Royal York House

The Kingsway, Toronto

Renovating a 1955 split level bungalow, we preserved a modernist gem from demolition, and transformed it into an ideal home for contemporary living.


The 1955 house had great bones: a zig-zag roof, a glamourous carport, cedar-paneled ceilings with exposed steel roof beams, and soaring windows looking out to a ravine with a river. Inside however, the house was cramped, dark, and lacked the spaces needed by a modern family.

To respectfully reinterpret the living spaces with a contemporary sensibility, we began by gutting the main floor. Removing walls allowed us to open the rear of the house to daylight and make way for an open concept kitchen, partially shielded from the living room by a stone fireplace. To create a new principal suite, we repurposed the house’s clumsy 1970’s garage addition, connecting it to a private patio with a walkway to the river. On the lower level, we introduced both light and ravine views by removing a deck that previously extended off the living room.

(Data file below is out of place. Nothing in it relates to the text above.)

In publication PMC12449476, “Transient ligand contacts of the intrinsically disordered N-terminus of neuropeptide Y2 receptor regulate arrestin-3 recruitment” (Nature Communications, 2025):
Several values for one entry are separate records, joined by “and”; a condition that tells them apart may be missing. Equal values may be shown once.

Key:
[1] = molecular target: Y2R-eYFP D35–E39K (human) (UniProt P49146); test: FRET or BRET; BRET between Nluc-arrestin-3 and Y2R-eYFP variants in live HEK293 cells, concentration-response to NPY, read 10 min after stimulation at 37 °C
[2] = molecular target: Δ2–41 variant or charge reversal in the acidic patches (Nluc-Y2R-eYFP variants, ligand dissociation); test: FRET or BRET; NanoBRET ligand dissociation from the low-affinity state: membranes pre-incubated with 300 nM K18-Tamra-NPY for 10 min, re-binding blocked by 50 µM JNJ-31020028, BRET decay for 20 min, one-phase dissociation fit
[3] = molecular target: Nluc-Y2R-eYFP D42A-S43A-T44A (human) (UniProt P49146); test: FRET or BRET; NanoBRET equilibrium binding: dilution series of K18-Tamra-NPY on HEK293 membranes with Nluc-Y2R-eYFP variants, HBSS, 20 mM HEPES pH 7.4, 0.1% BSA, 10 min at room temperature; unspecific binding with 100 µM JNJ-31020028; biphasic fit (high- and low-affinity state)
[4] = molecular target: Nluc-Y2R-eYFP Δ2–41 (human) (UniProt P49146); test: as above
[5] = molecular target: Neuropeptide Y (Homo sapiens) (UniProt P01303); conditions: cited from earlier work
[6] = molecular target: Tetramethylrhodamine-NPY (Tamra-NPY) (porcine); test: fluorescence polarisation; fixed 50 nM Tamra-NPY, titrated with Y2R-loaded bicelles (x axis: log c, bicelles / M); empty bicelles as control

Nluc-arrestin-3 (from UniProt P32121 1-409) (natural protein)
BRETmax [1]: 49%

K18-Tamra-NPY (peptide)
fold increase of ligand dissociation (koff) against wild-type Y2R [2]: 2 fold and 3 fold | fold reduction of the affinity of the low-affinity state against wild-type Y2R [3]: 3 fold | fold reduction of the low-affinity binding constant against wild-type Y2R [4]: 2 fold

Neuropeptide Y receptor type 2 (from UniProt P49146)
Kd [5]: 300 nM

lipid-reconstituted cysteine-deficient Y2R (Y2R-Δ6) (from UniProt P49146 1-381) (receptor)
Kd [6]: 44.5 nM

Relocating the main entrance from the front of the house to the carport, we were able to offer weather protection without dramatically altering the house’s exterior. Similarly, new skylight openings and energy efficient windows, enabled us to draw in more daylight while preserving the house’s overall character.

It’s actually kind of amazing that we have this rambling space that’s actually not so big. What once felt cramped, now feels expansive, and it feels correct, without really feeling as though it’s all that different than what it was in the first place.

– Homeowner



Designlines – (July 2015) 12 Backyard Ideas from Some of Our Favourite Homes